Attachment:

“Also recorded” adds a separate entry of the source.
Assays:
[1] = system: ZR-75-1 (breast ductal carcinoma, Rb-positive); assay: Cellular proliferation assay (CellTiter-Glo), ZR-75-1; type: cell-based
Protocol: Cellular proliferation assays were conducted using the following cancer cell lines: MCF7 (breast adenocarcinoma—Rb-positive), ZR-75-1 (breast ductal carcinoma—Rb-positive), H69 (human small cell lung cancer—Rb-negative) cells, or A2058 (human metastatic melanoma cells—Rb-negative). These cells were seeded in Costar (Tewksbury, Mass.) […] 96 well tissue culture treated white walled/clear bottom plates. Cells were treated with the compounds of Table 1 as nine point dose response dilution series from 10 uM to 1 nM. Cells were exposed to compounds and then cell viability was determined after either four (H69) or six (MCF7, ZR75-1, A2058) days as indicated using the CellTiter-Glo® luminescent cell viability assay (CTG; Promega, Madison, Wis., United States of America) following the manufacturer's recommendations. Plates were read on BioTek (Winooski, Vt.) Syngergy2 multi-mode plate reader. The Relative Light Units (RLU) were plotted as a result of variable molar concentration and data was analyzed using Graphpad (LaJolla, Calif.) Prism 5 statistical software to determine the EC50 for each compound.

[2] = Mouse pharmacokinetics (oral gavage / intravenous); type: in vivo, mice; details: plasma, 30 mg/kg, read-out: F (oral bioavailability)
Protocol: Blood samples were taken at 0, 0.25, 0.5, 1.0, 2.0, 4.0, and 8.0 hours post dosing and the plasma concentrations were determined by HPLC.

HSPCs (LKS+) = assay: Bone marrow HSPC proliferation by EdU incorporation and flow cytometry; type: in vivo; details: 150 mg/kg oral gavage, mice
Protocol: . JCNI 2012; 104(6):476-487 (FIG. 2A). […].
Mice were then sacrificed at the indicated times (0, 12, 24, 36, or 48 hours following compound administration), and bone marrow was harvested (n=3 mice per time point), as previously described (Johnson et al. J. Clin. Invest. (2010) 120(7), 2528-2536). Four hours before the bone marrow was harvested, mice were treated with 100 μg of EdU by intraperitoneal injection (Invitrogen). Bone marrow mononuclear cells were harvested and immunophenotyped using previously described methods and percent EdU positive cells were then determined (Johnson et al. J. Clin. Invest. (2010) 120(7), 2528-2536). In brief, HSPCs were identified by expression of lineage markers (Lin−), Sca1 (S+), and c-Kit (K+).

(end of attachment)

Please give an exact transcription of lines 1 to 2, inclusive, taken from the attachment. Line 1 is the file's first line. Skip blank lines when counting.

“Also recorded” adds a separate entry of the source.
Assays: